My husband and I need to break our lease early due to the uninhabitable conditions of the house. Both water heaters were found to be leaking onto Sheetrock that had been burned in a fire and never replaced causing a horrible smell and resulting in mold in the walls. We have also been without hot water in the master bathroom and kitchen for two weeks. I am pregnant and being in the house has been causing both my husband and I to suffer from nasal congestion and headaches which seem to go away when we leave the house for days at a time. We notified the landlord and property manager of the issue and here we are almost a month later and they are just now starting to make repairs to the water damaged sheet rock and mold, but still no hot water. Last week, we notified them that we need to end our lease early due to these conditions and that we would like our pet deposit and security deposit back in full due to the inconvenience. We have submitted an official letter and the property manager will not respond. She is unreachable, and the landlord says he pays her too much to deal with this issue. We are currently moving out and have not heard back from either party.
Based on your description, you are not only entitled to move out without penalty, landlord owes you damages. You should be getting a rent refund and moving expenses. Again, based on your description.
Download this document to learn more about your rights, and what to do when they are violated: http://www.dca.ca.gov/publications/landlordbook/catenant.pdf.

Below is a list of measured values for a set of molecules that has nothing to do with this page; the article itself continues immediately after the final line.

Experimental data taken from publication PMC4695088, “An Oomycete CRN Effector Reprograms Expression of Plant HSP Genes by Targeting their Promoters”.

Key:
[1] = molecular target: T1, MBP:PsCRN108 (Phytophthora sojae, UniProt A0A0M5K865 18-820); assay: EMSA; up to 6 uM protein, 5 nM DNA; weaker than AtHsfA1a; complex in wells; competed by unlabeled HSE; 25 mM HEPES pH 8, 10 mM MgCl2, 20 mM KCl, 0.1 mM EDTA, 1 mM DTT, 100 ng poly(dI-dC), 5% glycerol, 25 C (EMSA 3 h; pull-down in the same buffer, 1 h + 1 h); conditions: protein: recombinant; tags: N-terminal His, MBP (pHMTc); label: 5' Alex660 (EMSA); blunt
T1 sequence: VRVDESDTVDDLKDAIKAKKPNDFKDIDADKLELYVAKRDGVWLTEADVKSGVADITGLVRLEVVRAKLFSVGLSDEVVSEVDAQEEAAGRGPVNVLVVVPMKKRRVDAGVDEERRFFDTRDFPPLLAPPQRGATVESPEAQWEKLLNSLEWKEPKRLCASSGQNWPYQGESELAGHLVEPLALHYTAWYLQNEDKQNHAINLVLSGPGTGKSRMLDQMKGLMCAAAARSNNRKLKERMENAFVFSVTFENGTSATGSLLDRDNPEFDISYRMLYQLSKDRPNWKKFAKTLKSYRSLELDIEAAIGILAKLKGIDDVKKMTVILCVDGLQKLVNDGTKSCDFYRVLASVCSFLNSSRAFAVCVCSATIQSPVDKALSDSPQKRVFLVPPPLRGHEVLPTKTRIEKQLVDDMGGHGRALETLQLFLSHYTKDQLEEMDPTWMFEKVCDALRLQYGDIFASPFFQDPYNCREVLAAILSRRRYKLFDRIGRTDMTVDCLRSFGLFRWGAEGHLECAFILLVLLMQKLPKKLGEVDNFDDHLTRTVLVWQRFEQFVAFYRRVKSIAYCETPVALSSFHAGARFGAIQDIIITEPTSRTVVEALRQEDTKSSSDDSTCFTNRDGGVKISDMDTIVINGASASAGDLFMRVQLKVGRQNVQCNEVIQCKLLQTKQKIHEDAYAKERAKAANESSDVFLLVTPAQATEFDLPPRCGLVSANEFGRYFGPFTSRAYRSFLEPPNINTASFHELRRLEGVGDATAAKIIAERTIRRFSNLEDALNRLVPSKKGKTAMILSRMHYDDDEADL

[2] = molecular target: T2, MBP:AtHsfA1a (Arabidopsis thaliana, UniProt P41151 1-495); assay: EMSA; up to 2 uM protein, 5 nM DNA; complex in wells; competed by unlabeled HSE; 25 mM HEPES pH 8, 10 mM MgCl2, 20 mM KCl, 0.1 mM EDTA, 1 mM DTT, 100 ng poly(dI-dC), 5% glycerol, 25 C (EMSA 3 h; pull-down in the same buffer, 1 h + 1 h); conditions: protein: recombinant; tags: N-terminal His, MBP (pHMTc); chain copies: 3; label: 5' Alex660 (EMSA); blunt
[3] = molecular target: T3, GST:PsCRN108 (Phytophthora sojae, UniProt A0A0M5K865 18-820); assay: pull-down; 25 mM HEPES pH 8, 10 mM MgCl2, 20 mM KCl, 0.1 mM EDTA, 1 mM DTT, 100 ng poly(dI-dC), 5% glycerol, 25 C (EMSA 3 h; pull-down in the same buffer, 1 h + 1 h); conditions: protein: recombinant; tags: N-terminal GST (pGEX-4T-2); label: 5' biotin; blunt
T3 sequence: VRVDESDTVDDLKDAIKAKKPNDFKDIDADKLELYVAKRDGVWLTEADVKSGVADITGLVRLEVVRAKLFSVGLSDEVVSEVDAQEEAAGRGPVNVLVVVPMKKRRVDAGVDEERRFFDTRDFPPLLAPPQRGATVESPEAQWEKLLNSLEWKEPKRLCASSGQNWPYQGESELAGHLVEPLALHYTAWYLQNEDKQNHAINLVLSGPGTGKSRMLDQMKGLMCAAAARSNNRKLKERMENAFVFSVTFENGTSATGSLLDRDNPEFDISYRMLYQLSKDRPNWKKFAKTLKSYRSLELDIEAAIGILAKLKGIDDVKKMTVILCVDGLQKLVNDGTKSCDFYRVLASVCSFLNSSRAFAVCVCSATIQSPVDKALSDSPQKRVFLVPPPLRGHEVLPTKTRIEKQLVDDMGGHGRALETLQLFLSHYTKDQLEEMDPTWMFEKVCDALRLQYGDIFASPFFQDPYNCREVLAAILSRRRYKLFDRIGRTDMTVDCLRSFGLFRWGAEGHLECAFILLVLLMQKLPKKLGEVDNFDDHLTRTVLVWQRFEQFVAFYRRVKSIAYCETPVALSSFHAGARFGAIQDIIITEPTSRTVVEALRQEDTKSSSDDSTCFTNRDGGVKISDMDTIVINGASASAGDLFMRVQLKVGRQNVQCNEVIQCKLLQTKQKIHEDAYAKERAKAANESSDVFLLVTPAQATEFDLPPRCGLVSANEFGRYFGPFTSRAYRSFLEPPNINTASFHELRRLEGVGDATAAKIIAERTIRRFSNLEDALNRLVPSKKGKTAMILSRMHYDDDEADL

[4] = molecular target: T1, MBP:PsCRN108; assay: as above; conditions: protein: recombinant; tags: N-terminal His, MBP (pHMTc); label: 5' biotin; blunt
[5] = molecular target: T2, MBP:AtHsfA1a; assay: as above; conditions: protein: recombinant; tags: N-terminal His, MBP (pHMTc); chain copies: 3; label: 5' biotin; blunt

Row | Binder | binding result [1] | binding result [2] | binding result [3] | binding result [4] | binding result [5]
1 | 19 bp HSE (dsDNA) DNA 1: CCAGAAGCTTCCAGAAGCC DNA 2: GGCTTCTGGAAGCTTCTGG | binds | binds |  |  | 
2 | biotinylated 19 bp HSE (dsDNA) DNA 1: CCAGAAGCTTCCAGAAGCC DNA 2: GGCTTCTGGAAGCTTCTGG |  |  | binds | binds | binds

Depending on the amount of money involved, you can pursue landlord in small claims court, or have an attorney review the facts and act on your behalf.
A negotiated agreement is always best. So make an attempt to settle things peacefully as you move out. Make a proposal in writing. Document all conversations in writing afterwards. Take lots of pictures and notes about the history. Your landlord may have a lawsuit against the property management company, who may have insurance to help remedy your losses.
it will be a hassle and a lot of work, but if you work on these things you should be able to improve your situation, and get some expense reimbursement.
As usual, Mr. Moss' advice is good and sensible.
Under various laws, including Civil Code Section 1942, if a residential landlord fails to fix untenantable conditions within a reasonable time after receiving notice, the tenant normally has the right to break the lease with no liability for future rent, etc.
The tenant would also have the right to sue for moving expenses, property damage, emotional distress, increased rent for the period of the lease, etc. Small Claims court has jurisdiction up to $10k, and that is often the best option for smaller claims.
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